Participants were asked about the types of foods they eat, such as dairy products, fruit and vegetables, meat and eggs. As expected, the majority (84%) of people said they eat fresh vegetables/salads/fruits regularly (at least two or three times per week), but 8% of participants said they eat fresh fruit and vegetables only two or three times per month, and 1% said they never eat fresh fruit and vegetables. However, 34% of participants said they eat more vegetables and salad than they did a year ago, and 31% said they eat more fruit now than they did a year ago, while only 3% said they ate fewer vegetables, and 3% said they ate less fruit.
There also appeared to be a decline in fresh meat consumption, with 82% of participants saying they regularly or occasionally eat fresh chicken, down 3% from the previous year. Only 67% said they regularly or occasionally eat other fresh meat, down a whopping 10% from the year before.
The FSA survey results appear to reflect some people’s belief that the organic boom is over, with 41% of respondents saying they never eat organic foods, 3% higher than last year. Only 14% claimed to eat organic foods regularly, and 12% said they eat organic foods occasionally.
Meanwhile the popularity of the Atkins diet appears to have had little effect on the consumption of carbohydrates in the UK, with 24% of participants saying they eat more bread/cereals/pasta/rice/potatoes, a rise of 1% from the previous year. Consumers instead seem to be restricting their intake of food containing fat and sugar, seemingly following the dietary advice of the FSA. While 29% said they eat less food or drinks containing sugar, 28% said they eat less food containing fat than they did a year ago, percentages that had changed little from the 2002 survey.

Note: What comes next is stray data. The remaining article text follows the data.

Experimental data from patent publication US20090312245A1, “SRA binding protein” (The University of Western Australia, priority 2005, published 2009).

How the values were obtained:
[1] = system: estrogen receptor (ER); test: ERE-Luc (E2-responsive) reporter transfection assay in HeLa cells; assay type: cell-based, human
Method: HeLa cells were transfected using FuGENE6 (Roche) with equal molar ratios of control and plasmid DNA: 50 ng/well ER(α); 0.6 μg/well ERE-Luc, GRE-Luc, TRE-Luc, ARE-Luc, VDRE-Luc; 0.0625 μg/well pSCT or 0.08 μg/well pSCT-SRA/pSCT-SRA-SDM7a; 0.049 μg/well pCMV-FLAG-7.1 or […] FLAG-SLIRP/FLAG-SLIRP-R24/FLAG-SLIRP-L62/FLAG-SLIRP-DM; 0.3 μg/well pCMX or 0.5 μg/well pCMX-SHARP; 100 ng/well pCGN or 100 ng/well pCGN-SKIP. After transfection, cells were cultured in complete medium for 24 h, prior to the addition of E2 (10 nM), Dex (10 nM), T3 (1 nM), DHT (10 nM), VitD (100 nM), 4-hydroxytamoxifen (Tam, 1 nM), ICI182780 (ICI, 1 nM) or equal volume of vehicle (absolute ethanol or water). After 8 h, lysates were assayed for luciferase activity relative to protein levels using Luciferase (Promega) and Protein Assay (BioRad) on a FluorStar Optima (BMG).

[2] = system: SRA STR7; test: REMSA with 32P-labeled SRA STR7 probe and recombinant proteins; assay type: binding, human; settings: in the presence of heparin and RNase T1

The FSA recommends that people eat five portions of fruit and vegetables each day, where one portion is about 80g. For example, one portion equals one banana, apple, pear or similar size fruit, two plums, one slice of melon or three heaped tablespoons of vegetables. When the FSA first carried out its annual survey in 2000, only 43% of respondents knew that the recommended daily consumption of fruit and vegetables was at least five portions. Knowledge of the “five-a-day” concept has increased steadily, and the 2003 survey showed that 59% of participants now know about the “at least five a day” recommendation.
However, knowing about the concept and putting it into practice remain two different things. Despite the upturn in awareness of “at least five a day”, there has been little change in the number of people actually eating at least five portions of fruit and vegetables per day. While 26% claimed to eat at least five portions a day in 2000, this had climbed to only 28% in 2003. Knowledge of portion sizes has changed very little throughout the four survey years. In 2003, 73% of respondents knew that one apple constituted one portion, compared to 71% in 2000. In 2003, 35% knew that two plums equals one portion, compared to 33% in 2000.